In a summary judgment released on September 16, 2015, the Federal Court of Canada examined and disposed of the non-constitutional arguments in the Hillis and Deegan case generally finding that the automatic data collection and disclosure of taxpayer information to the United States by Canada pursuant to the Canada-U.S. Intergovernmental Agreement (IGA) is not inconsistent with the Canada – U.S. Tax Treaty (Tax Treaty) and does not otherwise violate the taxpayer confidentiality provisions in section 241 of the Income Tax Act (Canada) (ITA).
The plaintiffs had originally filed a claim seeking a declaration that the relevant provisions under the Canada – U.S. Tax Information Exchange Agreement Implementation Act (IGA Implementation Act) which implements the IGA are ultra vires or inoperative because the impugned provisions are unconstitutional or otherwise unjustifiably infringe Charter rights. An amended statement of claim was subsequently filed adding the non-constitutional arguments. The plaintiffs sought a permanent prohibitive injunction preventing the collection and automatic disclosure of taxpayer information to the United States by the CRA. A special sitting of the Court was scheduled so that the issues could be disposed of before taxpayer information was to be automatically sent pursuant to the IGA.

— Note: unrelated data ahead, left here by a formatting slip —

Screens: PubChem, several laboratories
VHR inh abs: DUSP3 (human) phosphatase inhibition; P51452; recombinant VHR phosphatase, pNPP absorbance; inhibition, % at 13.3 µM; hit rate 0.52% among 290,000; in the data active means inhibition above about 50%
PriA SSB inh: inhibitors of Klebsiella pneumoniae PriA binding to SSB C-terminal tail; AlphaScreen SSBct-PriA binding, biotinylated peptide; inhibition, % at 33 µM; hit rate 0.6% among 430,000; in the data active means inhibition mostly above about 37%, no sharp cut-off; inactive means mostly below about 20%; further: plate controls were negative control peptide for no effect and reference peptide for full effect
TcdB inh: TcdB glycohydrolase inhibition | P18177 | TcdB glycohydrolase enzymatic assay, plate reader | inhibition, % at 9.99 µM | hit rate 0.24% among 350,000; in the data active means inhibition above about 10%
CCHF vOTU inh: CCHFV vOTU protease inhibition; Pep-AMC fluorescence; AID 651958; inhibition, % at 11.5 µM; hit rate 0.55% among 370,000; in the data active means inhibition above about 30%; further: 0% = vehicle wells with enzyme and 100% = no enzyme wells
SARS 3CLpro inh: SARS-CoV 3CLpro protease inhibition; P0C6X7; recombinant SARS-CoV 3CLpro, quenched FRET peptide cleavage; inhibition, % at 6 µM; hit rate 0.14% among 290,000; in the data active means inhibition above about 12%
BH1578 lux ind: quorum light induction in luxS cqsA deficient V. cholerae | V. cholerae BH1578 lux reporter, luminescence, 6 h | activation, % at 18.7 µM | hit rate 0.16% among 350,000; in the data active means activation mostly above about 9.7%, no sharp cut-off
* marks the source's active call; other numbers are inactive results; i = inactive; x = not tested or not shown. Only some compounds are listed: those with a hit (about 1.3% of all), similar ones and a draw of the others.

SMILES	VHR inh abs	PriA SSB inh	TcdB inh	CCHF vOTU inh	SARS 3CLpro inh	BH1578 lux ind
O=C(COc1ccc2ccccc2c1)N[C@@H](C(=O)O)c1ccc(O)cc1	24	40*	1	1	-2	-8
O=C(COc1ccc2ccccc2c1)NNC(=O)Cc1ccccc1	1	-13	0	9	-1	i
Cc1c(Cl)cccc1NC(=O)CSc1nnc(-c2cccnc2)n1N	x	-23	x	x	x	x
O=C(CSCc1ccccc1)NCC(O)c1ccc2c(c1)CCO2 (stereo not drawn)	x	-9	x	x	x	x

The Canadian government’s position was that the collection of taxpayer information is authorized by the IGA and that disclosure to the United States is not inconsistent with the Tax Treaty or in violation of section 241 of the ITA.
In its decision, the Federal Court endorsed the general reasoning and the legal arguments submitted by the government.